The importance of balance for hiking
When you walk through a boulder-field, carefully hopping from one wobbly rock to another, you become acutely aware of the importance of balance! In recent months we have seen that walking is a complex process requiring endurance, strength and good gait; but it is also a balancing act .
Strengths is addressed in my book Hillfit:Strength but What can we do to improve balance?
What is balance anyway?
To keep you balanced, your centre of gravity over your base of support, your brain brings together information from three different systems:
- The visual system – you see the position of your body in relation to your surroundings;
- The vestibular system – your inner ear detects movement in different planes;
- The proprioceptive system – sensors in your muscles and ligaments (“proprioceptors”) plot the position of your body in space.
If the brain senses that you are overbalancing, corrective action is taken: muscles unconsciously contract or relax until balance is restored.
Plotting Brain Maps
Neuroscientists explain that the proprioceptive system supplies the brain with data to plot a “movement map” of the body’s position in space. With correct information from the sensors in your skin, joints and muscles, that map is clear and you will move and balance well. If the data is not accurate, that map is “fuzzy” and your movement will not be good.
Are Ankles your Achilles heel?
One consequence of poor balance is ankle sprains. Acute ankle sprains account for 3-5% of all UK A&E attendances, ~1.5 million each year1. As you walk the foot is supposed to roll slightly inwards as it hits the ground. If you don’t balance properly as you step forward, the foot rolls outwards stretching the ligament on the outside of the ankle; if this happens with enough force, a sprain occurs.
If you have had an ankle sprain, you are more likely to suffer another. Researchers have shown that previously injured ankles produce worse balance, leading to more injured ankles, not just due to weak muscles but those brain maps. “Once someone has sprained an ankle, the sensory receptors in the ligament are also damaged,” says Dr. Jay Hertel, Professor of Kinesiology at the University of Virginia2. Thus, when those neural receptors are damaged, the brain no longer receives reliable signals about how your foot and ankle are positioned relative to the ground.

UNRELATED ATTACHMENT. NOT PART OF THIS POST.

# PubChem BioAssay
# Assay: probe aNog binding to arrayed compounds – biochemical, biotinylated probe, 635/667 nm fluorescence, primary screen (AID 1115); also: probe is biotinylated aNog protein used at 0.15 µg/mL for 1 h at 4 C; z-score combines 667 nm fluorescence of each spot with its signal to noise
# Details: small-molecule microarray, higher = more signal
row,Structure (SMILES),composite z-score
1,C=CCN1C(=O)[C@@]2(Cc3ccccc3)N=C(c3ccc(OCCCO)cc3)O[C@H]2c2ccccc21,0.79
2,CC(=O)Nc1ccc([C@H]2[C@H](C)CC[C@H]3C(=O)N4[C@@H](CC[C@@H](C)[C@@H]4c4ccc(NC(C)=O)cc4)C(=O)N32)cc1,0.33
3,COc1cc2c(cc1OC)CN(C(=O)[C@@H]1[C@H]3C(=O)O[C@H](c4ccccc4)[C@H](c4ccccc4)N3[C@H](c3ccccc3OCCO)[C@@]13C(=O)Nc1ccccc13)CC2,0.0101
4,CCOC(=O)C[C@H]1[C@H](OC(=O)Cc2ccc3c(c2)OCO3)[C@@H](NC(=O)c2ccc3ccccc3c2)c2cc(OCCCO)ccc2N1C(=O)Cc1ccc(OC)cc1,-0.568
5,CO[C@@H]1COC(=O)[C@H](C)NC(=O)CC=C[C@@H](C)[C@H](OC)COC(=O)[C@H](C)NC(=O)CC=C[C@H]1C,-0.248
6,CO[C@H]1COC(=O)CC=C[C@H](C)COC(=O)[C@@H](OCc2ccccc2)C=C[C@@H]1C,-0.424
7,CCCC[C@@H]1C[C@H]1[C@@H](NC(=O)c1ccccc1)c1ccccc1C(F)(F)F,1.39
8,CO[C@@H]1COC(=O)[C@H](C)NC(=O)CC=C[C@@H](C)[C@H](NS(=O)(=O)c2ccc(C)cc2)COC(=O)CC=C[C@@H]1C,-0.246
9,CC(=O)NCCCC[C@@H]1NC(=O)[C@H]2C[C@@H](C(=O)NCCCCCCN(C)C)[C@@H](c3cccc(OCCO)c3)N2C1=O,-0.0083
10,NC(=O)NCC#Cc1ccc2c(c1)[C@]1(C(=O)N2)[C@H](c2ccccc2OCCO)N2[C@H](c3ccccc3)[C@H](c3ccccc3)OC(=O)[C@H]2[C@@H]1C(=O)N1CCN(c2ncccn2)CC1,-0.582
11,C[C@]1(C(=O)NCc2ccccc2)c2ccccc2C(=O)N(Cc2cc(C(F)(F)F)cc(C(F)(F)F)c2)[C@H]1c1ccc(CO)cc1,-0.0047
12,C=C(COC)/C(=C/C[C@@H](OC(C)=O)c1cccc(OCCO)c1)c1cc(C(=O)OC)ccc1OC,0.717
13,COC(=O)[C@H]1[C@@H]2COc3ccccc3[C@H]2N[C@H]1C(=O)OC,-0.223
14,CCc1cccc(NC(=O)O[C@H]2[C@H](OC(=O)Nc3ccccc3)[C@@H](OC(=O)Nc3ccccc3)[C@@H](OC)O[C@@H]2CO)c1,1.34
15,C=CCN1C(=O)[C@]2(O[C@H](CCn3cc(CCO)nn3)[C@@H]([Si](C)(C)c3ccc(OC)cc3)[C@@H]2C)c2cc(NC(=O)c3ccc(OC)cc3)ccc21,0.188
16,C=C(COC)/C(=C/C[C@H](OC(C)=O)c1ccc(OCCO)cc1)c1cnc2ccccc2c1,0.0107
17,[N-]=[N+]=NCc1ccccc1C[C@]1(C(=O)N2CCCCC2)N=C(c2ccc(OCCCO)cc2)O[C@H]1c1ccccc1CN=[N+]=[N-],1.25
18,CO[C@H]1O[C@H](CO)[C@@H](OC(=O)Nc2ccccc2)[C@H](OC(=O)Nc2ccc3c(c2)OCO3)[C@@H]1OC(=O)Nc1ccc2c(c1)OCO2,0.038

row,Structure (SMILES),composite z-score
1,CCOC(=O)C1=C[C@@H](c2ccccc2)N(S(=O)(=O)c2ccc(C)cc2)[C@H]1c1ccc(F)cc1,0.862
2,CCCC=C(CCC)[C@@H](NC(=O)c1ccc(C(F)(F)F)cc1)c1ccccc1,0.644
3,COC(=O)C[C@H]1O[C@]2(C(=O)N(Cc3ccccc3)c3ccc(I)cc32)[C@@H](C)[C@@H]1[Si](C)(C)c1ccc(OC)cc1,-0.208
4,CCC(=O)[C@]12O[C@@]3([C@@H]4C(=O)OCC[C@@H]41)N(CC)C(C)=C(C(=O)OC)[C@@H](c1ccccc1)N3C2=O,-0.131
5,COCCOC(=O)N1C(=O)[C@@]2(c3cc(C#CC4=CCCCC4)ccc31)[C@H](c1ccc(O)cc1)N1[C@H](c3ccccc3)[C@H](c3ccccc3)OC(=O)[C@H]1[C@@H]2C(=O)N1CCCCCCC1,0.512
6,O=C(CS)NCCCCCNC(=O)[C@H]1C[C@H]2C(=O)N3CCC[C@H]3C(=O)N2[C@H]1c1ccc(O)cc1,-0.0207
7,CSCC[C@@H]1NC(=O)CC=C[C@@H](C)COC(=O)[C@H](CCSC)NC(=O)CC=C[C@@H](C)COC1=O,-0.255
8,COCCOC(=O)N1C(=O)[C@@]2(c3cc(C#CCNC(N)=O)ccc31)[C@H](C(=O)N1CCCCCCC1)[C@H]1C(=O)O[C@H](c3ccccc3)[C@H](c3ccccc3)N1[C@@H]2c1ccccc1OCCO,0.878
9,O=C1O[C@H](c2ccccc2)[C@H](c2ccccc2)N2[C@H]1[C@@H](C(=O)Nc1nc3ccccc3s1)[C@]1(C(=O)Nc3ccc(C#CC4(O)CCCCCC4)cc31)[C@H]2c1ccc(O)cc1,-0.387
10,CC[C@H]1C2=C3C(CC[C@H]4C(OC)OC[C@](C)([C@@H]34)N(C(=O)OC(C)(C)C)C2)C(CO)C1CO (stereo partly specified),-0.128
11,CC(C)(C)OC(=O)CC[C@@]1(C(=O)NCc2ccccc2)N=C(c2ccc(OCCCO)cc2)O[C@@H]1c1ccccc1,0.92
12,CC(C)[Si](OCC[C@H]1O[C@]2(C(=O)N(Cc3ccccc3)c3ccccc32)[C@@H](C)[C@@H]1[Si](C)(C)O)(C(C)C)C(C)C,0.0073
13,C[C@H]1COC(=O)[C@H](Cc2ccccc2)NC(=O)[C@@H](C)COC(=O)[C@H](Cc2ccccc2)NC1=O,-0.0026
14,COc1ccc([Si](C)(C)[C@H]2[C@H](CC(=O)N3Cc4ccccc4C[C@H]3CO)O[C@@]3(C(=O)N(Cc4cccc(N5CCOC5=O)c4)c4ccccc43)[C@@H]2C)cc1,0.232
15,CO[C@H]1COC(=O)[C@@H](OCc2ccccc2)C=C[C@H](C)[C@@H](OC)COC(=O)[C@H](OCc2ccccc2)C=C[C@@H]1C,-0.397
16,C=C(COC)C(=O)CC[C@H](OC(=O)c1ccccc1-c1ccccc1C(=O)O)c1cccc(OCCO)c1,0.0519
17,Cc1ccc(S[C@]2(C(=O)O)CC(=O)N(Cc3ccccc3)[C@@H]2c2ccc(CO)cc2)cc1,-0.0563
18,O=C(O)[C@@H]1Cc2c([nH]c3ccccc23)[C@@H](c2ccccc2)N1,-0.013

Better Navigation with Brain Maps
How can we get clearer maps to aid our balance? One “low-tech” tactic, tested by scientists2, showed that ankle sprains can be avoided with a simple exercise: stand on one leg; don’t wobble; hold for a minute; repeat. This is not primarily strengthening the muscles of the ankle, important as that is, but stimulating the neural receptors to give accurate information to the brain. Researchers also recommend building this training into everyday life: “One of the exercises we give people is to stand on one leg while brushing your teeth, and to close the eyes, if it’s too easy,” Hertel says. “Do that for two or three minutes a day and you’re working your balance really well”3.
Standing on one leg for a while each day might not seem like cutting edge sports science, but try it and see how your balance and movement improve.
References 1-4 are available on my website: http://bit.ly/qJnt9B
Single Leg Balance Exercise
Barefoot, to maximise the sense data you provide to the brain, stand with hands on your hips. Lift one foot off the ground. Practice until you can stand for one minute without putting your foot down or removing your hands from your hips.
To make the exercise harder, close your eyes. This removes the visual element of the sensory input, forcing the proprioceptive system to work harder. Do the same with the other leg and try to work this into your everyday life as suggested above, perhaps by cleaning your teeth on one leg.